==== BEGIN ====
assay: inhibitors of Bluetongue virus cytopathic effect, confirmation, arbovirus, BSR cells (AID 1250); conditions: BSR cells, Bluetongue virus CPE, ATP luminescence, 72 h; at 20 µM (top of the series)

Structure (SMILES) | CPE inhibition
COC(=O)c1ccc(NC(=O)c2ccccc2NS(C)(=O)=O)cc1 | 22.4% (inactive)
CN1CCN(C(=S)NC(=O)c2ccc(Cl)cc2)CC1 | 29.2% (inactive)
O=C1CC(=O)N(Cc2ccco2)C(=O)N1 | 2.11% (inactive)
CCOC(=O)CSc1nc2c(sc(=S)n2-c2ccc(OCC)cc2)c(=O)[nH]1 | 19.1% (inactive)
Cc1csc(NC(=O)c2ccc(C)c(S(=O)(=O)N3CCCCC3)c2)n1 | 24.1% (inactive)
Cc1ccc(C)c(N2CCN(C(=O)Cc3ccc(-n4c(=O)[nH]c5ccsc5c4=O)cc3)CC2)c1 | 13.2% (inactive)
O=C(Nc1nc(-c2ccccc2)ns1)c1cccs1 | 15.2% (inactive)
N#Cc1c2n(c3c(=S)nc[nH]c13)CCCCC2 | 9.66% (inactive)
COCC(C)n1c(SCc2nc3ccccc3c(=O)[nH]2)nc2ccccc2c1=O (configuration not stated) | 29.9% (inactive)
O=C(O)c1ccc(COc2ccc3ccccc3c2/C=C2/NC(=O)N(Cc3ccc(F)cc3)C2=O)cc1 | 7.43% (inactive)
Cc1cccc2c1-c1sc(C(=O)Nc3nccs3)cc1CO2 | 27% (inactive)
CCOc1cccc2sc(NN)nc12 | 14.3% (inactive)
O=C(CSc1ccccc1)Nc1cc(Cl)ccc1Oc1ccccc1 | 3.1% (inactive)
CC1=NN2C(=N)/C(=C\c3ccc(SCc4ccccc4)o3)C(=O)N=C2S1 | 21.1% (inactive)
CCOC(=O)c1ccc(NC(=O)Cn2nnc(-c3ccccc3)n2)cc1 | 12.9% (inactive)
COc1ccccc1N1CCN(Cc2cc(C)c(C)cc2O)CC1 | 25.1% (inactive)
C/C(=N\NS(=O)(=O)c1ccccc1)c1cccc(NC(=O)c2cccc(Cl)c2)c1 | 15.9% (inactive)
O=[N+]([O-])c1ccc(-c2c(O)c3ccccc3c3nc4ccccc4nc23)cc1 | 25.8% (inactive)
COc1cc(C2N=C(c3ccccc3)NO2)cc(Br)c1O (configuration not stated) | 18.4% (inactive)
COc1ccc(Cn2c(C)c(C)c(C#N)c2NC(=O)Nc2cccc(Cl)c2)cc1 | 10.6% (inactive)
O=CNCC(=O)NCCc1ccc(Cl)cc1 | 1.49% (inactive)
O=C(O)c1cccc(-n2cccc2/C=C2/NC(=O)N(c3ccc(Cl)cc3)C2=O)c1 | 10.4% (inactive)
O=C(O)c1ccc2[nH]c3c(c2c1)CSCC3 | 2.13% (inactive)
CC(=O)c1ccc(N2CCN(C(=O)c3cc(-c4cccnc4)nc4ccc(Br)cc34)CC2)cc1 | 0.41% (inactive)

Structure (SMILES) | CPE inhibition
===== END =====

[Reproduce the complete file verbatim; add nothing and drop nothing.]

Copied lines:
assay: inhibitors of Bluetongue virus cytopathic effect, confirmation, arbovirus, BSR cells (AID 1250); conditions: BSR cells, Bluetongue virus CPE, ATP luminescence, 72 h; at 20 µM (top of the series)

Structure (SMILES) | CPE inhibition
COC(=O)c1ccc(NC(=O)c2ccccc2NS(C)(=O)=O)cc1 | 22.4% (inactive)
CN1CCN(C(=S)NC(=O)c2ccc(Cl)cc2)CC1 | 29.2% (inactive)
O=C1CC(=O)N(Cc2ccco2)C(=O)N1 | 2.11% (inactive)
CCOC(=O)CSc1nc2c(sc(=S)n2-c2ccc(OCC)cc2)c(=O)[nH]1 | 19.1% (inactive)
Cc1csc(NC(=O)c2ccc(C)c(S(=O)(=O)N3CCCCC3)c2)n1 | 24.1% (inactive)
Cc1ccc(C)c(N2CCN(C(=O)Cc3ccc(-n4c(=O)[nH]c5ccsc5c4=O)cc3)CC2)c1 | 13.2% (inactive)
O=C(Nc1nc(-c2ccccc2)ns1)c1cccs1 | 15.2% (inactive)
N#Cc1c2n(c3c(=S)nc[nH]c13)CCCCC2 | 9.66% (inactive)
COCC(C)n1c(SCc2nc3ccccc3c(=O)[nH]2)nc2ccccc2c1=O (configuration not stated) | 29.9% (inactive)
O=C(O)c1ccc(COc2ccc3ccccc3c2/C=C2/NC(=O)N(Cc3ccc(F)cc3)C2=O)cc1 | 7.43% (inactive)
Cc1cccc2c1-c1sc(C(=O)Nc3nccs3)cc1CO2 | 27% (inactive)
CCOc1cccc2sc(NN)nc12 | 14.3% (inactive)
O=C(CSc1ccccc1)Nc1cc(Cl)ccc1Oc1ccccc1 | 3.1% (inactive)
CC1=NN2C(=N)/C(=C\c3ccc(SCc4ccccc4)o3)C(=O)N=C2S1 | 21.1% (inactive)
CCOC(=O)c1ccc(NC(=O)Cn2nnc(-c3ccccc3)n2)cc1 | 12.9% (inactive)
COc1ccccc1N1CCN(Cc2cc(C)c(C)cc2O)CC1 | 25.1% (inactive)
C/C(=N\NS(=O)(=O)c1ccccc1)c1cccc(NC(=O)c2cccc(Cl)c2)c1 | 15.9% (inactive)
O=[N+]([O-])c1ccc(-c2c(O)c3ccccc3c3nc4ccccc4nc23)cc1 | 25.8% (inactive)
COc1cc(C2N=C(c3ccccc3)NO2)cc(Br)c1O (configuration not stated) | 18.4% (inactive)
COc1ccc(Cn2c(C)c(C)c(C#N)c2NC(=O)Nc2cccc(Cl)c2)cc1 | 10.6% (inactive)
O=CNCC(=O)NCCc1ccc(Cl)cc1 | 1.49% (inactive)
O=C(O)c1cccc(-n2cccc2/C=C2/NC(=O)N(c3ccc(Cl)cc3)C2=O)c1 | 10.4% (inactive)
O=C(O)c1ccc2[nH]c3c(c2c1)CSCC3 | 2.13% (inactive)
CC(=O)c1ccc(N2CCN(C(=O)c3cc(-c4cccnc4)nc4ccc(Br)cc34)CC2)cc1 | 0.41% (inactive)

Structure (SMILES) | CPE inhibition